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Former Brewdog workers allege brewer’s ‘culture of fear’


Former Brewdog employees have alleged a “culture of fear” in the brewing company with a “toxic attitude” towards junior employees.

In an open letter, the signatories said a “significant number” of former employees had “suffered from mental illness as a result of their work at BrewDog.”

They claimed the business was built around a “personality cult” of founders James Watt and Martin Dickie.

Mr Watt said Brewdog was “sorry” and that he would not dispute the letter, but “listen, learn and act”.

The Scottish brewer is credited with helping bring craft beer into mainstream after large supermarkets started stocking it in 2008. But it has also sparked controversy for its marketing and business decisions.

In the open letter, which was posted anonymously on Twitter, former staff made a number of allegations, including a culture where staff were afraid to speak out about their concerns.

He said Mr. Watt and Mr. Dickie had exploited advertising, “both good and bad” to pursue their own business goals and pursued “growth, at all costs”.

He added: “You spent years pretending you wanted to be the best employer in the world, probably to help you recruit the best talent, but ask former employees what they think of those demands, and you you will probably laugh at yourself.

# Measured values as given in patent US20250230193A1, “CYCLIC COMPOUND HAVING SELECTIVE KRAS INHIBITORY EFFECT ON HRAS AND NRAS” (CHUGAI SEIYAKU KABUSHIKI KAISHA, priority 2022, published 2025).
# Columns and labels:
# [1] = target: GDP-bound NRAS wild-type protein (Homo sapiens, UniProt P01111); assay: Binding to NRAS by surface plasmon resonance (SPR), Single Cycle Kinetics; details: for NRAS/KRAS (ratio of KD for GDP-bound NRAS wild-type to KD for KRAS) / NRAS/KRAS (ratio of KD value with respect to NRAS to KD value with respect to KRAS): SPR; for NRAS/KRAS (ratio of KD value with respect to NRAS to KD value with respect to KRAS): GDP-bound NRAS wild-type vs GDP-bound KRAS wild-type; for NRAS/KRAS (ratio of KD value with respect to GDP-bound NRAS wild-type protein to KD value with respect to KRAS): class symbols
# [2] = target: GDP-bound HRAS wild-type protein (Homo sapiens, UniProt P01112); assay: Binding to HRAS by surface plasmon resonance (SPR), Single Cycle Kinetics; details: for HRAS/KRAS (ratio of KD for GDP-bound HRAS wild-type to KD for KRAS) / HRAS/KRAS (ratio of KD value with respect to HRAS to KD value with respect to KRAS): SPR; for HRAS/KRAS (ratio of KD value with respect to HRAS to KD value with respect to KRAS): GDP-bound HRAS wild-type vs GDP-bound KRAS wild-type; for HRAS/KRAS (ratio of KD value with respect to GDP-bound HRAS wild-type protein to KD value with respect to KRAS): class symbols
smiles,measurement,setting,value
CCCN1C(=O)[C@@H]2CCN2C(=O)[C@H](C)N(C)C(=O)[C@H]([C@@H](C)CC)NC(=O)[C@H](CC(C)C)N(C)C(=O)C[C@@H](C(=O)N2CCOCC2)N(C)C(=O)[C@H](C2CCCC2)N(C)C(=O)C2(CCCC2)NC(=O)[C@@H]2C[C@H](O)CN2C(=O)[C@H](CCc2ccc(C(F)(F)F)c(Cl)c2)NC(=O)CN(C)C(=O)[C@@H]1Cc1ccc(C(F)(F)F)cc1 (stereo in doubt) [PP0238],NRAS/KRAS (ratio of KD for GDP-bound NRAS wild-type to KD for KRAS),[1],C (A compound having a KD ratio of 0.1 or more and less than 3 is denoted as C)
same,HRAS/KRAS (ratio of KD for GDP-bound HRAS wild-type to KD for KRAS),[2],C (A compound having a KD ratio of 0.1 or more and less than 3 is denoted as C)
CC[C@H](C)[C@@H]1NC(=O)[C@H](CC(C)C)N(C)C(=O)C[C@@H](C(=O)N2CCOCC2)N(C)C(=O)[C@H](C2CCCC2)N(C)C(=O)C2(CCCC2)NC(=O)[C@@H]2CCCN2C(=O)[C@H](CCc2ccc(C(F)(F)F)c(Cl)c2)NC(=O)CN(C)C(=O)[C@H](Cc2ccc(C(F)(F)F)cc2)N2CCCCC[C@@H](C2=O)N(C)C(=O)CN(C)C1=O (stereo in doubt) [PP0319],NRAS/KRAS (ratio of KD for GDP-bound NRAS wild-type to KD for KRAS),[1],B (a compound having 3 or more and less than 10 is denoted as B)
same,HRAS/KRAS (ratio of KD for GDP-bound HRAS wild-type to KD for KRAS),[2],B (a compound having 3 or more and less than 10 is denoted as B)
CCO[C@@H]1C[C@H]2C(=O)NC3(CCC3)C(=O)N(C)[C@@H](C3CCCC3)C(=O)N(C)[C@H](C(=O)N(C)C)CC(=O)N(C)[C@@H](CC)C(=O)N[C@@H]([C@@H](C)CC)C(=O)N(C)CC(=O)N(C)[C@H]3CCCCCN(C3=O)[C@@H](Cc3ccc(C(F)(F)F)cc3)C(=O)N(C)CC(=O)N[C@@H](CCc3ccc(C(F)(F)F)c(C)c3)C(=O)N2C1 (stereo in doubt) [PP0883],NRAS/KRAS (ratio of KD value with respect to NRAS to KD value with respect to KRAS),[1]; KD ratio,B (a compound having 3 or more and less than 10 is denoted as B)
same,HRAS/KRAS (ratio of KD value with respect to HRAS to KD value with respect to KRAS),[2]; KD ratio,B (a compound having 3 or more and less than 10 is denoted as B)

“Being treated like a human being was unfortunately not always easy for those who work at BrewDog.”

According to the letter, toxic attitudes towards junior staff had “trickled down” throughout the company “until they were simply an integral part of the company.”

“Frankly speaking, the greatest shared experience of former staff members is a residual sense of fear. The fear of talking about the atmosphere we were in and the fear of repercussions even after we left,” he said. he adds.

Along with many breweries and other sectors of the hospitality industry, it has been affected by the coronavirus pandemic.

Mr Watt said: “At Brewdog we are focused on building the best possible business, which is why the open letter we saw on Twitter was so upsetting, but so important.

“Our goal now is not to contradict or dispute the details of this letter, but to listen, learn and take action.”





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